Charitable IRA Tax Break Made Permanent


The 2006 IRA charitable rollover exclusion was a popular tax break for wealthy elderly people and the charities to which they donate. It has been made permanent.

Seniors trying to spend down the size of an estate for estate tax purposes often find it helpful to donate to charities. Other seniors donate for philanthropic reasons.

In 2006, Congress made it much easier for many people over 70½ to make donations. They could donate up to $100,000 directly from their traditional IRAs to charity without facing income tax penalties. However, as Congress so often does this charitable rollover exclusion was not made a permanent part of the tax code. It required periodic reauthorization.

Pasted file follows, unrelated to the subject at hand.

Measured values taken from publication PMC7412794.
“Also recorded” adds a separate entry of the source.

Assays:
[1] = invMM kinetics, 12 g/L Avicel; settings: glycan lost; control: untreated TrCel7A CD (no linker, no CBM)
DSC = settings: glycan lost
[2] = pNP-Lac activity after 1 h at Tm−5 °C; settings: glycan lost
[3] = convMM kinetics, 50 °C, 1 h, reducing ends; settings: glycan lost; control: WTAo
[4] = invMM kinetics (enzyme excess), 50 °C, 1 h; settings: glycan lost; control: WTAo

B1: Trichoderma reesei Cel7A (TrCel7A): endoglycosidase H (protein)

It has recently been made permanent retroactive to Jan. 1, 2015 as reported by the Wills, Trusts & Estates Prof Blog in an article entitled "Congress Makes Permanent IRA Charitable Rollover Exclusion." Of course, this does not mean the exclusion cannot be taken out of the tax code by Congress later. It just means that it does not need reauthorization to stay in the code.

While this is a great benefit for elderly people trying to spend down their estates, it is important to remember not to start the spend down process without first consulting an estate planning attorney. Dealing with the estate tax and reducing the size of an estate should be handled as part of a larger estate plan.

Using the charitable rollover exclusion might not be the best idea for everyone, so talk to an estate planning attorney about other options that might be better for you and your estate.

Reference: Wills, Trusts & Estates Prof Blog (Dec. 20, 2015) "Congress Makes Permanent IRA Charitable Rollover Exclusion."

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